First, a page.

As well-produced, well-engineered Pop Albums from the ’70s, the very best copies can proudly hold their heads high. Wait a minute. Our last commentary noted what a mess most of the pressings of this album sound like, with so much spit and grain. Have we changed our minds? Well, yes and no, and as usual we make no excuses for having changed our minds. We call it progress.
Yes, most copies are still a mess, but No, some copies now sound far better than we ever thought possible.
As we noted in our previous commentary for the Hot Stamper Still Crazy (back in 2005!), when we first dropped the needle on side one of another copy of this record, we were shocked to hear how spitty, grainy and transistory sounding the album was. We could hardly believe that a mainstream pop album by Paul Simon could sound this bad. It was pure spitty DISTORTION with ZERO midrange magic. A CD would sound better. Even Graceland, a famously compressed, phony, digital sounding album wouldn’t sound this bad!
A bad copy you say? Maybe they don’t all sound bad on side one, but there sure are a lot of them that do. Two tracks in particular — in fact, the two biggest tracks on side one — have fairly bad sound on almost any copy you play: Still Crazy and 50 Ways…
The True Tests for Side One
What separates the mediocre-to-bad-sounding average copy from a Hot Stamper is how well mastered those two songs are. In other words, if you get those two tracks right — breathy vocals, sounding smooth and sweet, with the sibilance under control, supported by good solid bass — the whole side is going to be good, maybe even as good as it gets.
We noted previously that:
“… side two on every copy is better sounding than side one. Why this is I have no idea. It’s not as though they recorded all of side one’s tracks together and they didn’t come out as well. That’s not the way it’s done. The order of the tracks is determined long after they are recorded and mixed. But the songs on side two are consistently more open and sweeter, with silkier, more delicate background vocals and a more natural timbre to Paul’s voice. He sounds less like a transistor radio and more like a person.”
That turned out to still be generally true, but there were some exceptional sounding sides twos in this batch, so we can’t say that side two is always worse, just most of the time.
There is no substitute for having multiple clean copies and shooting them out. Every copy I played was original — no Nice Price junk, no bad imports, no throwaways. Good copies are the rare exception on this album — sad, but true. If you have an LP of this one, see how much Still Crazy spits. I’ll bet it spits like crazy; most of them do.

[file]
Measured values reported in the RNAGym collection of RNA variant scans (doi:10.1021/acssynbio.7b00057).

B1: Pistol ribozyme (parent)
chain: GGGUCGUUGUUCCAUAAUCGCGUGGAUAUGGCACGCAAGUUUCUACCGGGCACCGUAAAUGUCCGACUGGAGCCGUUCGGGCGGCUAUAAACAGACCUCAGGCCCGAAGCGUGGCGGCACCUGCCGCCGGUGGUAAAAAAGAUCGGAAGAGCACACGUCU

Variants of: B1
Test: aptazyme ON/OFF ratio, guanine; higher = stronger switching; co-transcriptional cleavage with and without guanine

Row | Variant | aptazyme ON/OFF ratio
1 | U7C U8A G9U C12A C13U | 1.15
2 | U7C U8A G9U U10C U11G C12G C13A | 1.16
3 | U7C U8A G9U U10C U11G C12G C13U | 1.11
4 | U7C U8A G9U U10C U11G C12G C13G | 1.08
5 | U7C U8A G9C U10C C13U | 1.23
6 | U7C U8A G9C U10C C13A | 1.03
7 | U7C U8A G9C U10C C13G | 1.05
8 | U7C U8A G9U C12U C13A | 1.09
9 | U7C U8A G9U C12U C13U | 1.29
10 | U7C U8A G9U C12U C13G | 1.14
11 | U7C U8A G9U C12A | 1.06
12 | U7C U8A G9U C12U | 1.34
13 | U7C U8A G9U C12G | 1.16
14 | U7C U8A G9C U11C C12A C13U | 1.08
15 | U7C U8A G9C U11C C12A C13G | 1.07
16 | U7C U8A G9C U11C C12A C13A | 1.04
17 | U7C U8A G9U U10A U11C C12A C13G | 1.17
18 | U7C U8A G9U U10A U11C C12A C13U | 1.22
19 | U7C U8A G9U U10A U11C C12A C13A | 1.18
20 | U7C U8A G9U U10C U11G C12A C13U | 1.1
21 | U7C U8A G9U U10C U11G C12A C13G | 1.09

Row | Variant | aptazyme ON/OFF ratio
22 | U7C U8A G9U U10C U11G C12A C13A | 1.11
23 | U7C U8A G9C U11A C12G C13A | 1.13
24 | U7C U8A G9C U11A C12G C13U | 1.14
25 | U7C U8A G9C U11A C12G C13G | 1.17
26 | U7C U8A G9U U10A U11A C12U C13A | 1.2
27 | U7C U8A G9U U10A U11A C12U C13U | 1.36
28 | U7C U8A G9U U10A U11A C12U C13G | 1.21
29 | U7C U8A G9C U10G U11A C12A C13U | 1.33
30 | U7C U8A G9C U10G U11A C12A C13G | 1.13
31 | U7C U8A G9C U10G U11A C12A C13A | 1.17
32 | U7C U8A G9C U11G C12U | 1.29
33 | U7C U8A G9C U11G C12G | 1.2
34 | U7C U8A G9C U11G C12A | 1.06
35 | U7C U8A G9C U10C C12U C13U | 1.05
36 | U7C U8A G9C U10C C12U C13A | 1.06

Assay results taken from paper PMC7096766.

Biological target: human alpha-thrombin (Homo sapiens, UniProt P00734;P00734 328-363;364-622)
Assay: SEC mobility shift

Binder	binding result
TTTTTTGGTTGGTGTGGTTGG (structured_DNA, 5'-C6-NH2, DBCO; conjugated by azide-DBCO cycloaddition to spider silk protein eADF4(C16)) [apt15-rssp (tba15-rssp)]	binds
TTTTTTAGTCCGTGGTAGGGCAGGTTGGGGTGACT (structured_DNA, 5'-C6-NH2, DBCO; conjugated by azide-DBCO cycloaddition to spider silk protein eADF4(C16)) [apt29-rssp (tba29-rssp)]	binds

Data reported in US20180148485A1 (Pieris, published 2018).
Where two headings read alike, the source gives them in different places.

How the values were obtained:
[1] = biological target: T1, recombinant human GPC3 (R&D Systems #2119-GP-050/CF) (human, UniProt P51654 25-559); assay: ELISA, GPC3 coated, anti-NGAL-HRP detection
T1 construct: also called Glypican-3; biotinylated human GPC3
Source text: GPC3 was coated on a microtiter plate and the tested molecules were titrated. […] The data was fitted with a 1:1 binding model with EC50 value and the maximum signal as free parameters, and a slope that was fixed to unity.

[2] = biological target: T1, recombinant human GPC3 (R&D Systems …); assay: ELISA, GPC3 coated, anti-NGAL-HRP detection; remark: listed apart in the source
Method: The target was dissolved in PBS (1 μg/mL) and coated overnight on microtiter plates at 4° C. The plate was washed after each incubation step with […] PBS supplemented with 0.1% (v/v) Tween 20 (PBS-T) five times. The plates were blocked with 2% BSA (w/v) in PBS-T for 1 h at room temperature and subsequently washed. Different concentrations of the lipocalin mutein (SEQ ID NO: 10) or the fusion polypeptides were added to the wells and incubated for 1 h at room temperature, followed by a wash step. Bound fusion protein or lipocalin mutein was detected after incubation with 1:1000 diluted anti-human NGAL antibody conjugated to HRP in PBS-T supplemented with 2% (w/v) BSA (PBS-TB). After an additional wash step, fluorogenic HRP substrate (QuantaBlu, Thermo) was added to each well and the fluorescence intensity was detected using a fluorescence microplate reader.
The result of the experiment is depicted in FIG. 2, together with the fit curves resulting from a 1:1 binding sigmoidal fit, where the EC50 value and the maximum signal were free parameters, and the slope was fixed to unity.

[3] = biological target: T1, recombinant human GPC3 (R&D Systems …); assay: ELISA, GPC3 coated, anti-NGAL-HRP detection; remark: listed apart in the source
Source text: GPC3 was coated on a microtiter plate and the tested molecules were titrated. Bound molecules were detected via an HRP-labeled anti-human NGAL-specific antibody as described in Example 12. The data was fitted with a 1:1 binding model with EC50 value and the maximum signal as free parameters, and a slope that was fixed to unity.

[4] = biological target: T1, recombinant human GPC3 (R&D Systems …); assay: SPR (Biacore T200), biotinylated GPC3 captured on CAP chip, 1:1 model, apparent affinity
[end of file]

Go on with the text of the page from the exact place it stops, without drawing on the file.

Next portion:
In-Depth Track Commentary
Still Crazy After All These Years
The toughest test of them all. If this song sounds good, you are 90% of the way there.
My Little Town
This track was supposed to be a hit single and has the radio mix to prove it, and it WAS a hit, but it’s not exactly as pleasing to the audiophile ear as the other songs on the side.
I Do It for Your Love
50 Ways to Leave Your Lover
This track often has some midrange hardness and more of a dry, transistory quality than others on side one, that is of course unless you happen to be playing an exceptionally good copy. The better copies also seem to have substantially more ambience. It’s really a quite well recorded song when good mastering lets you hear it right.
On most copies, in the louder parts of the chorus there is also something that sounds like compressor or limiter distortion on the voices. Turns out it’s actually a mastering or pressing issue; on the best copies the loudest vocal parts sound just fine.
How about that awesome Steve Gadd drum part? What pop song relies more on its beat than this one? It’s practically worth the price of the album to hear those drums sound so good.
Gone at Last
Some Folks’ Lives Roll Easy
Have a Good Time
One of the best sounding tracks on the album! Very open and sweet on the better copies.
Another top track. The vocals here are especially delicate and silky when you get a properly mastered and pressed copy.
We have a large number of entries in our new Listening in Depth series.
We discuss the issue of Sibilance in these listings.
We have a section for Audio Advice of all kinds.
You can find your very own Hot Stamper pressings by using the techniques we lay out in Hot Stamper Shootouts — The Four Pillars of Success.
And finally we’ll throw in this old warhorse discussing How to Become an Expert Listener, subtitled Hard Work and Challenges Can Really Pay Off.
Because in audio, much like the rest of life, hard work and challenges really do pay off.